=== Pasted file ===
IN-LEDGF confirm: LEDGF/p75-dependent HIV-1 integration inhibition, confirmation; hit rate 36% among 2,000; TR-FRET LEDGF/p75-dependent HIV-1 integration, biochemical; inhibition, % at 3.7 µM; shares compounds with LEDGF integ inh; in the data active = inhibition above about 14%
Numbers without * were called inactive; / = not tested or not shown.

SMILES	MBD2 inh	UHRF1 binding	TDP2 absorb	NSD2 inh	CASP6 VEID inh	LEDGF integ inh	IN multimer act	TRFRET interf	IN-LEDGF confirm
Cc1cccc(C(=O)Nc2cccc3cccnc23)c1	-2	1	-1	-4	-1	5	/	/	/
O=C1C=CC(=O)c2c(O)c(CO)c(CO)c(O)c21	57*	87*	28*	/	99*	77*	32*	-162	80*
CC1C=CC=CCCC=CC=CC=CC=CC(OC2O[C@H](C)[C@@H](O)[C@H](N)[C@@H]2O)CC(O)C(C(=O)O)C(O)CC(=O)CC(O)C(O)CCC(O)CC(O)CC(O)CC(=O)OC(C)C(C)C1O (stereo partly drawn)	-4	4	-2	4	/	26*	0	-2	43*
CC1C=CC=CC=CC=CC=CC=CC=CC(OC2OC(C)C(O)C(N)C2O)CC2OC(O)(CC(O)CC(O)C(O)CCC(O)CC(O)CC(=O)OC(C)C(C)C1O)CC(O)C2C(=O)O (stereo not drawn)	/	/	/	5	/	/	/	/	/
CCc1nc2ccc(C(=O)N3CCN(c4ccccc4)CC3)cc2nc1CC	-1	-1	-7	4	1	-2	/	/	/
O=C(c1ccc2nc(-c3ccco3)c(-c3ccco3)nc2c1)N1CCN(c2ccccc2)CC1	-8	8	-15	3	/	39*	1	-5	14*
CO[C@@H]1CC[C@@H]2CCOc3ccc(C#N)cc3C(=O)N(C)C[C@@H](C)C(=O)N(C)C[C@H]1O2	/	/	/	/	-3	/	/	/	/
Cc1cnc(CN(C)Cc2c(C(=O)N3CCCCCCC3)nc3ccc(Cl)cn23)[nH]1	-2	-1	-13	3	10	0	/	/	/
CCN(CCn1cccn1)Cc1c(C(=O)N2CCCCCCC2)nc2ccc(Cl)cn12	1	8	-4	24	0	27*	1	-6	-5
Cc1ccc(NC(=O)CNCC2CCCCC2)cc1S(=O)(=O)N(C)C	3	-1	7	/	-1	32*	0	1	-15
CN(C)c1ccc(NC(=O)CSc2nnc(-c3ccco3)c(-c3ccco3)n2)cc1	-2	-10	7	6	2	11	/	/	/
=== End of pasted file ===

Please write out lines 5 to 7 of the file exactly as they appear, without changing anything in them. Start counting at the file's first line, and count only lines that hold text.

O=C1C=CC(=O)c2c(O)c(CO)c(CO)c(O)c21	57*	87*	28*	/	99*	77*	32*	-162	80*
CC1C=CC=CCCC=CC=CC=CC=CC(OC2O[C@H](C)[C@@H](O)[C@H](N)[C@@H]2O)CC(O)C(C(=O)O)C(O)CC(=O)CC(O)C(O)CCC(O)CC(O)CC(O)CC(=O)OC(C)C(C)C1O (stereo partly drawn)	-4	4	-2	4	/	26*	0	-2	43*
CC1C=CC=CC=CC=CC=CC=CC=CC(OC2OC(C)C(O)C(N)C2O)CC2OC(O)(CC(O)CC(O)C(O)CCC(O)CC(O)CC(=O)OC(C)C(C)C1O)CC(O)C2C(=O)O (stereo not drawn)	/	/	/	5	/	/	/	/	/